• Yeah. Maybe he had a bad day, but it was really ridiculous. A query lays out the basic story in hopes that the place will say, yeah send me the whole thing for publication consideration. This was from a QUERY LETTER ABOUT THE DEATH OF MY FIRST CHILD AND SOME OF THE LESSONS (i hate cap lock!!!!) I learned through it.

      • I’ve sent several queries and had fairly decent rejections. Is that an oxymoron? 😛
        Sorry you had to experience such callousness. Hopefully you won’t run accros anyone else like him.

        • If it was the only one, I would have gone under my bed never to come out. Well, maybe not. But I had a lot of articles published and some helpful and friendly rejections. This one always stood out because he was insensitive at the most vulnerable place in me.

        • Again, I am so sorry for his “jerkiness” I’m glad you have some positive things to replace the memory with. And your humor and sunny outlook is a testimony that it did not scar you for life. I am glad our we would all be missing out on your talent!

        • Thank you. You are sweet. There are lots of things to scar, but that’s where choice comes in–to let it bury you or rise above. I feel buried often, but I think that is why God gave me the ability to write poetry and music, to laugh, and to see beauty in His creation; otherwise, I would have no balance and be swallowed up. Feeling deeply needs the balance of expression.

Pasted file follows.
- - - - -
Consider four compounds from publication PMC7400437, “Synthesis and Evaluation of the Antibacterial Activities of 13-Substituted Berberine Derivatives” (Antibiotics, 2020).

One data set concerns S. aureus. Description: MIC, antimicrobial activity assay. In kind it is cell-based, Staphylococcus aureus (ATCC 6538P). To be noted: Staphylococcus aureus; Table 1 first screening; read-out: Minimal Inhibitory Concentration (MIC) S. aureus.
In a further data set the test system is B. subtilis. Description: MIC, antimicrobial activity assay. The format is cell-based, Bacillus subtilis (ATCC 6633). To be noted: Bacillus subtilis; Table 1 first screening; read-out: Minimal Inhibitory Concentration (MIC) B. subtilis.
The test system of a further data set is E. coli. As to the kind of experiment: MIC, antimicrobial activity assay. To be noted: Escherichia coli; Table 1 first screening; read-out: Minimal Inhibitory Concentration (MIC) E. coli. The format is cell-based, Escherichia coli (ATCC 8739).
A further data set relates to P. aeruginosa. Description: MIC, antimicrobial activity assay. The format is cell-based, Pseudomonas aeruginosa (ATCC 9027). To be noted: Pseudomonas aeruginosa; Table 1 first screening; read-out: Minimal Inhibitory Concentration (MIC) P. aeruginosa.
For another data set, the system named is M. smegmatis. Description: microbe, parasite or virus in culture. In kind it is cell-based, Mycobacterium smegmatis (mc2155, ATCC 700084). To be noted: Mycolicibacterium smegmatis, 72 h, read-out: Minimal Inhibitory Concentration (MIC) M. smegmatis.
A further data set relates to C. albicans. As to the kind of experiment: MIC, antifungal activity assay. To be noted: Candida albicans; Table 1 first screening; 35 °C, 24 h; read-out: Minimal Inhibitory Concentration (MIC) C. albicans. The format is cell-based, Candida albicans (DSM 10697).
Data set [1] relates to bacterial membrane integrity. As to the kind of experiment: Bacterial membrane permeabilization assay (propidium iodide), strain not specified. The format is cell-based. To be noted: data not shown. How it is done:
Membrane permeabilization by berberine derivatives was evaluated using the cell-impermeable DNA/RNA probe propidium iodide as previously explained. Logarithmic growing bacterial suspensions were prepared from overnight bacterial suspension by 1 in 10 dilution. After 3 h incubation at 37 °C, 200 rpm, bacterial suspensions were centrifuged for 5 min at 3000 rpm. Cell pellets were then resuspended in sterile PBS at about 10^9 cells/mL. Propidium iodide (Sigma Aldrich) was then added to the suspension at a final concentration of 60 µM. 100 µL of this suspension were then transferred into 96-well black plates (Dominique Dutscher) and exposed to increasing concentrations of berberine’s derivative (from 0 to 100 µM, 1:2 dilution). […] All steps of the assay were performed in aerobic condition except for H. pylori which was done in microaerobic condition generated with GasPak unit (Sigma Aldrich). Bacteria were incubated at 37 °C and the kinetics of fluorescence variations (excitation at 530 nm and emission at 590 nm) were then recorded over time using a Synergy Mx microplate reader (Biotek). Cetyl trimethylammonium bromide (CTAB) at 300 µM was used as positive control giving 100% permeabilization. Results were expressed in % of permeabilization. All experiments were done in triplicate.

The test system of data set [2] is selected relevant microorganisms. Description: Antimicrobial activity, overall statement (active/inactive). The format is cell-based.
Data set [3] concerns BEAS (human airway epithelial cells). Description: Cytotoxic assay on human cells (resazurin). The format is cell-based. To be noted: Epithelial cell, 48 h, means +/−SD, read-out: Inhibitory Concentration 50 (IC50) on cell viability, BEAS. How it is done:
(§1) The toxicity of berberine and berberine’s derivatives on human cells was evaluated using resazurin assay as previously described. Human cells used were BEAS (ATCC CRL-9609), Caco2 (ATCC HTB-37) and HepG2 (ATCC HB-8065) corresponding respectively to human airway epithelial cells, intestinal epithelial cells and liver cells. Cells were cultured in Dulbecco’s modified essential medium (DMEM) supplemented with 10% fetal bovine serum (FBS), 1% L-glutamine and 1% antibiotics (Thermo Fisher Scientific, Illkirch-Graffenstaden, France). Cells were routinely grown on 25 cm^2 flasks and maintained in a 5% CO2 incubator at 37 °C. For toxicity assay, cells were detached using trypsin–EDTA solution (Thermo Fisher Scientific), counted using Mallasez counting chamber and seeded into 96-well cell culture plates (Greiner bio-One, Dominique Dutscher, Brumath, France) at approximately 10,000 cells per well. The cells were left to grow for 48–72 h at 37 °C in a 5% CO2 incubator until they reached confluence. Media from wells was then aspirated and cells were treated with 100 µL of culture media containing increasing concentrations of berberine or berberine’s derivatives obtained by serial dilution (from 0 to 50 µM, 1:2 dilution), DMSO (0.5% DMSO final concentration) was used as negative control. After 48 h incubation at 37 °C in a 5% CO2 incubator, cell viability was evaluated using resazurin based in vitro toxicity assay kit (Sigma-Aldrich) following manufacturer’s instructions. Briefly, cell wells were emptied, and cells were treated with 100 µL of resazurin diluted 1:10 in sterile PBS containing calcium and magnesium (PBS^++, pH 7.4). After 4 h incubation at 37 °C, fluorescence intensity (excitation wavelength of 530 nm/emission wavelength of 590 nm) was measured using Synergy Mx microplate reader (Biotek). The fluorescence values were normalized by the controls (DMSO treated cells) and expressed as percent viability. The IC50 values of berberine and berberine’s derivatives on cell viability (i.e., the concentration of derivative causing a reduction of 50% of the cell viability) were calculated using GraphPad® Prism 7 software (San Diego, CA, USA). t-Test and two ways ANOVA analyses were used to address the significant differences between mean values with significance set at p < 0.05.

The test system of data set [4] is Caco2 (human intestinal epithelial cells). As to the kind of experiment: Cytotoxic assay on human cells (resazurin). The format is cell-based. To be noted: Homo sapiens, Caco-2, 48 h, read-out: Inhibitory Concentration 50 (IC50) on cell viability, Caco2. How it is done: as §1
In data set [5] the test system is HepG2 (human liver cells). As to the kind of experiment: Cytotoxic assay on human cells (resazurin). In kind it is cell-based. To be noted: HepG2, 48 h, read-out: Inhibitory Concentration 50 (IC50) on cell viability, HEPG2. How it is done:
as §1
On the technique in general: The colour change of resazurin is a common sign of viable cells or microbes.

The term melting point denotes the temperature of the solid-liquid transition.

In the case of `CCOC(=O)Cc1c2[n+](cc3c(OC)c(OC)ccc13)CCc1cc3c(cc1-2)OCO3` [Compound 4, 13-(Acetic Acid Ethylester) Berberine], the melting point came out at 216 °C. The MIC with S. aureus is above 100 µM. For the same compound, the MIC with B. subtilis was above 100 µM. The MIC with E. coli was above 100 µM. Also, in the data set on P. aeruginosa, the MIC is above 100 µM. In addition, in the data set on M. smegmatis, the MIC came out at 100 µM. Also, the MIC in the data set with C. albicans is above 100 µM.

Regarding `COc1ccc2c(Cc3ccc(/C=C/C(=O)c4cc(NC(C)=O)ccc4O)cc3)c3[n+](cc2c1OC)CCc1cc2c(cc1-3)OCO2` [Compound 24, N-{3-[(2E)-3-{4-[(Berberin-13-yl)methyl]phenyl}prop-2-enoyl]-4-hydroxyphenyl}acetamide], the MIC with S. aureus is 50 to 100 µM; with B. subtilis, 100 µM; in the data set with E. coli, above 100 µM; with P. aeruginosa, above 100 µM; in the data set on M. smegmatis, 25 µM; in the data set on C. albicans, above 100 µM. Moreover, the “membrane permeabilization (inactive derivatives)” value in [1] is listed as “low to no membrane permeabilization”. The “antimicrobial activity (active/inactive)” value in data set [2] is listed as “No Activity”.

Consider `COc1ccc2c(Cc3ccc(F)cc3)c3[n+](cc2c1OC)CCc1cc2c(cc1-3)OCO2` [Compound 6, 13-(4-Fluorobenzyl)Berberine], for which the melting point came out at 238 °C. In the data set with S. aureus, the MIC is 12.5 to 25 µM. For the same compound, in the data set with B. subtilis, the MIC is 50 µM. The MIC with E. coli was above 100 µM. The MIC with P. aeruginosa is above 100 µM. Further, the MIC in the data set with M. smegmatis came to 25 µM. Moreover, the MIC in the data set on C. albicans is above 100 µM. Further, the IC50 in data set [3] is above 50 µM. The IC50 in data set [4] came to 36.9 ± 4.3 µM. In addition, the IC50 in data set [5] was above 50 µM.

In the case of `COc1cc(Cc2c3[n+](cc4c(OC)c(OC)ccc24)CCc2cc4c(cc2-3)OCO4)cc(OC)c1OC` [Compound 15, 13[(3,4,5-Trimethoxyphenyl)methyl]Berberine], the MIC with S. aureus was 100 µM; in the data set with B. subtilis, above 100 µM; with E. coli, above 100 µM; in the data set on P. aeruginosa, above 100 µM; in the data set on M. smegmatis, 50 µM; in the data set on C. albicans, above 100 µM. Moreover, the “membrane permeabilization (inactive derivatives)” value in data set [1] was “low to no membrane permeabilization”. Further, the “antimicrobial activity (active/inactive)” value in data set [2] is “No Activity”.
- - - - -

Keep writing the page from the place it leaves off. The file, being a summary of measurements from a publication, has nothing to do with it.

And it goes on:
• We all have to find our outlets; I think you have nailed yours on the head! I’m not sure I’ve totally found mind. Nothing covers the scars effectively so I choose to try to distract them by watching marathons of my favorite si fi movies!

        • If it helps! Probably better than chick flics. 🙂

        • Healing is a process, and sometimes a very long one.

        • Sometimes I like chick flicks too, especially ones like Pride and Prejudice.
          Yes, it is a process, and you would think after 35 years I would be completely healed.

        • There are parts of sorrow that are never healed, I think, but we learn to go on and hope for the future without these sorrows.

  5. nutsfortreasure says:

    OMG it would be a BEST SELLER do you know how many writers who go to see them squirm 🙂

    Sorry you had that kind of stuff to deal with yes clean up ciaos and START WRITING!

  6. dorannrule says:

    I love your new idea for a mystery and I would send it over and over again to that miserable editor! Maybe he will recognize himself.